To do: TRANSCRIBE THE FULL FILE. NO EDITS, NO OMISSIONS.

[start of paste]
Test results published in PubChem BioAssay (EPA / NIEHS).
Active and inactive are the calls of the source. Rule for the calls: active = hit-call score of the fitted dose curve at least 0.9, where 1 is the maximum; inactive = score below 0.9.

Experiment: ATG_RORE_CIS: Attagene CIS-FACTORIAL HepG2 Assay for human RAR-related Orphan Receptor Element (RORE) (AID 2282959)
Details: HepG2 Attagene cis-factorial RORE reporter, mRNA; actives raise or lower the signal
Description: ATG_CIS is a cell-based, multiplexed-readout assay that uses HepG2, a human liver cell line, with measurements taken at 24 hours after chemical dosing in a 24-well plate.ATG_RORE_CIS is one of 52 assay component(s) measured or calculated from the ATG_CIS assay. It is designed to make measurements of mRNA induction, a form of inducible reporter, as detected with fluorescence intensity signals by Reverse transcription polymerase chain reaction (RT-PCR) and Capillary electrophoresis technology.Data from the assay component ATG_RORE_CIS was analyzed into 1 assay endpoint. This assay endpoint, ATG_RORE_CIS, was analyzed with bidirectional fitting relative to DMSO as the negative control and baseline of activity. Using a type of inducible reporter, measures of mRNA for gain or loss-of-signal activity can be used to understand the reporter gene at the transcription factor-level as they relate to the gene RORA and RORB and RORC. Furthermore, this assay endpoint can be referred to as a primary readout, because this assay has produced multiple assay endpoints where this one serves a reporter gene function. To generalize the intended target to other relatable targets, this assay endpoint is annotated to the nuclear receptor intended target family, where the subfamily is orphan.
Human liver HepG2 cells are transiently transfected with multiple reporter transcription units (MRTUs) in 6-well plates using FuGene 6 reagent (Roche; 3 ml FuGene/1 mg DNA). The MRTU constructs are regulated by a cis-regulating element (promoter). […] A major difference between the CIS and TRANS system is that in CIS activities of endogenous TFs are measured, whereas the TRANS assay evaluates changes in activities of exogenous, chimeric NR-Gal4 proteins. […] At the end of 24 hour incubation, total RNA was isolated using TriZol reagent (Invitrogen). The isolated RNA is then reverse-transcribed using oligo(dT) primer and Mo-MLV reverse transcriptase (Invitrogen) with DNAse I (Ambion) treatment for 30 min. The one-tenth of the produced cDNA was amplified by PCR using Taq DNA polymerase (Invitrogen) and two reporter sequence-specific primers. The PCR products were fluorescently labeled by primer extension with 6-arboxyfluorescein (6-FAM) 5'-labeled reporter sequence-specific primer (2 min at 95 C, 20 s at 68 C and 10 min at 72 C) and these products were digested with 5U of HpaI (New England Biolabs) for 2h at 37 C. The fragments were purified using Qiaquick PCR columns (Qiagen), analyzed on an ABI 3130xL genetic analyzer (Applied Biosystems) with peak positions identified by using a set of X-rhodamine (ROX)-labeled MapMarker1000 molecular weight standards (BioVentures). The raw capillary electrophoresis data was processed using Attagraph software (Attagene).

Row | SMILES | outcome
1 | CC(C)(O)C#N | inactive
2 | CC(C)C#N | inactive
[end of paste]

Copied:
Test results published in PubChem BioAssay (EPA / NIEHS).
Active and inactive are the calls of the source. Rule for the calls: active = hit-call score of the fitted dose curve at least 0.9, where 1 is the maximum; inactive = score below 0.9.

Experiment: ATG_RORE_CIS: Attagene CIS-FACTORIAL HepG2 Assay for human RAR-related Orphan Receptor Element (RORE) (AID 2282959)
Details: HepG2 Attagene cis-factorial RORE reporter, mRNA; actives raise or lower the signal
Description: ATG_CIS is a cell-based, multiplexed-readout assay that uses HepG2, a human liver cell line, with measurements taken at 24 hours after chemical dosing in a 24-well plate.ATG_RORE_CIS is one of 52 assay component(s) measured or calculated from the ATG_CIS assay. It is designed to make measurements of mRNA induction, a form of inducible reporter, as detected with fluorescence intensity signals by Reverse transcription polymerase chain reaction (RT-PCR) and Capillary electrophoresis technology.Data from the assay component ATG_RORE_CIS was analyzed into 1 assay endpoint. This assay endpoint, ATG_RORE_CIS, was analyzed with bidirectional fitting relative to DMSO as the negative control and baseline of activity. Using a type of inducible reporter, measures of mRNA for gain or loss-of-signal activity can be used to understand the reporter gene at the transcription factor-level as they relate to the gene RORA and RORB and RORC. Furthermore, this assay endpoint can be referred to as a primary readout, because this assay has produced multiple assay endpoints where this one serves a reporter gene function. To generalize the intended target to other relatable targets, this assay endpoint is annotated to the nuclear receptor intended target family, where the subfamily is orphan.
Human liver HepG2 cells are transiently transfected with multiple reporter transcription units (MRTUs) in 6-well plates using FuGene 6 reagent (Roche; 3 ml FuGene/1 mg DNA). The MRTU constructs are regulated by a cis-regulating element (promoter). […] A major difference between the CIS and TRANS system is that in CIS activities of endogenous TFs are measured, whereas the TRANS assay evaluates changes in activities of exogenous, chimeric NR-Gal4 proteins. […] At the end of 24 hour incubation, total RNA was isolated using TriZol reagent (Invitrogen). The isolated RNA is then reverse-transcribed using oligo(dT) primer and Mo-MLV reverse transcriptase (Invitrogen) with DNAse I (Ambion) treatment for 30 min. The one-tenth of the produced cDNA was amplified by PCR using Taq DNA polymerase (Invitrogen) and two reporter sequence-specific primers. The PCR products were fluorescently labeled by primer extension with 6-arboxyfluorescein (6-FAM) 5'-labeled reporter sequence-specific primer (2 min at 95 C, 20 s at 68 C and 10 min at 72 C) and these products were digested with 5U of HpaI (New England Biolabs) for 2h at 37 C. The fragments were purified using Qiaquick PCR columns (Qiagen), analyzed on an ABI 3130xL genetic analyzer (Applied Biosystems) with peak positions identified by using a set of X-rhodamine (ROX)-labeled MapMarker1000 molecular weight standards (BioVentures). The raw capillary electrophoresis data was processed using Attagraph software (Attagene).

Row | SMILES | outcome
1 | CC(C)(O)C#N | inactive
2 | CC(C)C#N | inactive